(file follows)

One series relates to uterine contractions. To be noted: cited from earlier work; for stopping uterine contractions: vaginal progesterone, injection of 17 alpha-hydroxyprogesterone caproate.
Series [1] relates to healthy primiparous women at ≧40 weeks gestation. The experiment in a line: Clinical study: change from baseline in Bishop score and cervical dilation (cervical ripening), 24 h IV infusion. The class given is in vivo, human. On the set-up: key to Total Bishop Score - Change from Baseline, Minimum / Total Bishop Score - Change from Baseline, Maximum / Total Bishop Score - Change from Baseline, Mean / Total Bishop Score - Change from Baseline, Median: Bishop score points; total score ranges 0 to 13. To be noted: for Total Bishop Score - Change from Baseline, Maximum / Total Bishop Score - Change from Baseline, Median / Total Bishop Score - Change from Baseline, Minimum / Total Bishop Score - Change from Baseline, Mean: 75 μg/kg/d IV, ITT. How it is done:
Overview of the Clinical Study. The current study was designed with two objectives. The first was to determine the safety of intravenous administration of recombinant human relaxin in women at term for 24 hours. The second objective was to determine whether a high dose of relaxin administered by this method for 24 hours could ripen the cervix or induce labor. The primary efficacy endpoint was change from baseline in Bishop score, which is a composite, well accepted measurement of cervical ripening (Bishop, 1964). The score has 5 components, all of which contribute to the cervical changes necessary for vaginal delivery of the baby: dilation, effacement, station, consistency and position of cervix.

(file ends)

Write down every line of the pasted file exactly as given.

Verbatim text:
One series relates to uterine contractions. To be noted: cited from earlier work; for stopping uterine contractions: vaginal progesterone, injection of 17 alpha-hydroxyprogesterone caproate.
Series [1] relates to healthy primiparous women at ≧40 weeks gestation. The experiment in a line: Clinical study: change from baseline in Bishop score and cervical dilation (cervical ripening), 24 h IV infusion. The class given is in vivo, human. On the set-up: key to Total Bishop Score - Change from Baseline, Minimum / Total Bishop Score - Change from Baseline, Maximum / Total Bishop Score - Change from Baseline, Mean / Total Bishop Score - Change from Baseline, Median: Bishop score points; total score ranges 0 to 13. To be noted: for Total Bishop Score - Change from Baseline, Maximum / Total Bishop Score - Change from Baseline, Median / Total Bishop Score - Change from Baseline, Minimum / Total Bishop Score - Change from Baseline, Mean: 75 μg/kg/d IV, ITT. How it is done:
Overview of the Clinical Study. The current study was designed with two objectives. The first was to determine the safety of intravenous administration of recombinant human relaxin in women at term for 24 hours. The second objective was to determine whether a high dose of relaxin administered by this method for 24 hours could ripen the cervix or induce labor. The primary efficacy endpoint was change from baseline in Bishop score, which is a composite, well accepted measurement of cervical ripening (Bishop, 1964). The score has 5 components, all of which contribute to the cervical changes necessary for vaginal delivery of the baby: dilation, effacement, station, consistency and position of cervix.